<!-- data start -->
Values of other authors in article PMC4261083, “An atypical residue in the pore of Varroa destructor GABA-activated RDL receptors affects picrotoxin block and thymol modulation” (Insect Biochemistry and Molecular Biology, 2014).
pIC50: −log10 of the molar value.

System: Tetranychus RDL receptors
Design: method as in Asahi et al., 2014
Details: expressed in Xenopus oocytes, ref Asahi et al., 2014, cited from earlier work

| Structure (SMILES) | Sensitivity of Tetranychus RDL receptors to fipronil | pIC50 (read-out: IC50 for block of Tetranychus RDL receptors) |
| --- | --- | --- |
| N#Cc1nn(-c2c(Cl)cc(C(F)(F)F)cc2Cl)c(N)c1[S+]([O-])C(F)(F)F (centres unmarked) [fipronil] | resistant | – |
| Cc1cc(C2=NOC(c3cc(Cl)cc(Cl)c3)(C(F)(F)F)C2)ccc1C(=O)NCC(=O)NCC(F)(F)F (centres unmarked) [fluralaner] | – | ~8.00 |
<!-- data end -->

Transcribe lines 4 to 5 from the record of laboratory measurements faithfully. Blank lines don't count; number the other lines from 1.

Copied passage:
Design: method as in Asahi et al., 2014
Details: expressed in Xenopus oocytes, ref Asahi et al., 2014, cited from earlier work